Outline of the Czech Tax System

Outline of the Tax system in the Czech Republic

Written by Boban Stamenkovic

The Czech tax system changed significantly in 1993 bringing it into line with a number of other countries in the European Union. Czech taxes are governed by several Acts, the main ones being the Income Taxes Act which includes corporate income tax and personal income tax, Value Added Tax Act, Road Tax Act, Inheritance, gift and property transfer tax and real estate tax. Social and health insurance contributions are covered by separate legislation.

Advertise with Expats.cz


A summary of the main taxes are listed in the table below together with social and health insurance contributions for salaries:

Type of Tax

Tax Rates



Corporate Tax

26% in 2005  (to reduce to 24% in 2006)



Personal Income Tax

Progressive tax rates starting at 15% rising to 32% for taxable income exceeding CZK 331,200



Value Added Tax (VAT)

Standard Rate of 19% for most goods and services

Reduced Rate of 5% for certain specified supplies



Withholding Tax on dividends

Withholding Tax on interest

Withholding tax on royalties

0% to 15% (subject to terms of double tax treaty)

15% (subject to terms of double tax treaty)

25% (subject to terms of double tax treaty)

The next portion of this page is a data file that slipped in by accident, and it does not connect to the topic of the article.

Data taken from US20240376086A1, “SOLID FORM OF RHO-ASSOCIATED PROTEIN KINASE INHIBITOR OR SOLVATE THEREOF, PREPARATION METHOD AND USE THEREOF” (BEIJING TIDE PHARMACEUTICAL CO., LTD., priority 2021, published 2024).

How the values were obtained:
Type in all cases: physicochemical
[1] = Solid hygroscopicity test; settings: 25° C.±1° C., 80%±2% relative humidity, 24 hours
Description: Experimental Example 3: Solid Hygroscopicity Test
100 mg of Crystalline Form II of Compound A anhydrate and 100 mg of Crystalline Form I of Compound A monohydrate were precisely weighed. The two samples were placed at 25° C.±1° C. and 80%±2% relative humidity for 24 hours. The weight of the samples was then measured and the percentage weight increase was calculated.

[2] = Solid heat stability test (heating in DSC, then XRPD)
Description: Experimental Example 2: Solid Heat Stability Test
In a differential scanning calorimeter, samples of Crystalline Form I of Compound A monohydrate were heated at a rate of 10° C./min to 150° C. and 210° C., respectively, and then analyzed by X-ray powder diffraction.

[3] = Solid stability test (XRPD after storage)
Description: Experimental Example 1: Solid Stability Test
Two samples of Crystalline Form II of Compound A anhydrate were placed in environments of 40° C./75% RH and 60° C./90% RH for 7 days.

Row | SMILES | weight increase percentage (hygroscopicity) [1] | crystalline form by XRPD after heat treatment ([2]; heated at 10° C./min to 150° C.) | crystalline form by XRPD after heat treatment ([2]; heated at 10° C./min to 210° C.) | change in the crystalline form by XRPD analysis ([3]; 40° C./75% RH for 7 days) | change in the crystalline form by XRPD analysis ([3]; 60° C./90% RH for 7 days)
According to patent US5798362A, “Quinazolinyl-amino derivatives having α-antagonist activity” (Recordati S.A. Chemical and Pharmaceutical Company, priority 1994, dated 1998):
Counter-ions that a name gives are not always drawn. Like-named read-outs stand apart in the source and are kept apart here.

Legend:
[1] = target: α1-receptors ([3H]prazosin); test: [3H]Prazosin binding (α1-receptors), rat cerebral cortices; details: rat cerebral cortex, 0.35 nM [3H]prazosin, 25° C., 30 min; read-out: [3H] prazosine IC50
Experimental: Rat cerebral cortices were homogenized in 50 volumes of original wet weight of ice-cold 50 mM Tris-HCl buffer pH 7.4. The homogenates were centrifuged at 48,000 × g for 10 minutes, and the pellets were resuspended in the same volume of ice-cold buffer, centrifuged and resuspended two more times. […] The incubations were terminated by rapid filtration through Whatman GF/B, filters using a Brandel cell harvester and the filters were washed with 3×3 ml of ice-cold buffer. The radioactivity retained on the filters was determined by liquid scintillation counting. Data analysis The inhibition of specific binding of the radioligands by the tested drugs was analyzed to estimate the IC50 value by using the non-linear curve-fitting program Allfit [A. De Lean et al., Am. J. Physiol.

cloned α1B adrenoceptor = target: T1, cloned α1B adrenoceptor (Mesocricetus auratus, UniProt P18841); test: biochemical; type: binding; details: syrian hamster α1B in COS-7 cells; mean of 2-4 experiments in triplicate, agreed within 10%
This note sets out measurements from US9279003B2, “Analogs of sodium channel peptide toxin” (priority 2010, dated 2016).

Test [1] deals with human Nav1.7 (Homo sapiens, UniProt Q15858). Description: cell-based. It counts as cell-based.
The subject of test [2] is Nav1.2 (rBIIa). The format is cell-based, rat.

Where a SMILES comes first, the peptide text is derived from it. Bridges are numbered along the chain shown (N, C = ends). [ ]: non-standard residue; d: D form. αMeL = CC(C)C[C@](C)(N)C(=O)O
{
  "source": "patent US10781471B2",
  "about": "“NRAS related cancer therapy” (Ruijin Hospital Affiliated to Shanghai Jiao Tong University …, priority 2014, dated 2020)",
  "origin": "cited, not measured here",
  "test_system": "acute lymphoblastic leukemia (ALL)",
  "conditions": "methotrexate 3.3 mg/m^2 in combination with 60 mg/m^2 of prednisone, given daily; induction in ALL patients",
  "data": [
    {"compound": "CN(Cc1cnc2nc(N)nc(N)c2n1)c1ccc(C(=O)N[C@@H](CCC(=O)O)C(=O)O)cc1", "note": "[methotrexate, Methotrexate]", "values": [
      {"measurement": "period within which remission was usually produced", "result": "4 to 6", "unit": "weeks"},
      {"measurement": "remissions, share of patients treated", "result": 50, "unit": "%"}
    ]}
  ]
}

Companies tax resident in the Czech Republic and EU may be exempt (subject to certain conditions)



Social & Health Insurance Contributions

Employer´s contributions: 35% of gross salary

Employee´s contributions: 12.5%



Road Tax

CZK 1,200 – CZK 4,200 for passenger cars

CZK 1,800 – CZK 50,400 for lorries



Real Estate Transfer Tax

3% of the higher of actual sales price or independent valuation



Real Estate Tax

Depending on the location, basic tax rates :

– tax on land (CZK 0.10 – 5 per m2)

– buildings tax  (CZK 1-50 per m2 and higher)



·        Companies that have their seat or place of management in the Czech Republic are liable to Czech tax on world-wide income. Corporate tax also extends to companies which do not have their seat in the Czech Republic but carry on a trade here. Such companies are liable to tax on their Czech-source income.

·        Corporate tax is payable on accounting profits adjusted for tax purposes after adjusting for non-deductible expenses and non-taxable income. Income that is subject to withholding tax (such as dividends) is not included in the general tax base on which tax is calculated but instead constitutes a special tax base.

·        In order for expenses to be tax deductible, they must be incurred to generate, maintain and assure the taxable income of the company. Types of allowable expenses include, for instance, depreciation, lease payments (except for finance leases where the assets are subsequently acquired), expenses for business trips and reimbursement of travel expenses (up to certain statutory limits). Certain types of expenses are disallowed, for instance, interest payments on loans between related parties are tax allowable up to the limit set by thin capitalisation rules (for tax purposes the debt:equity ratio is normally 4:1) plus the interest rate must be at arm’s length. In the case of loan interest payable by an individual (not using double-entry book-keeping), it is only tax deductible in the period it is paid.

·        Tax losses can be generally carried forward for 5 years against future taxable profits. However tax losses incurred prior to 2004 can still be carried forward for up to 7 years.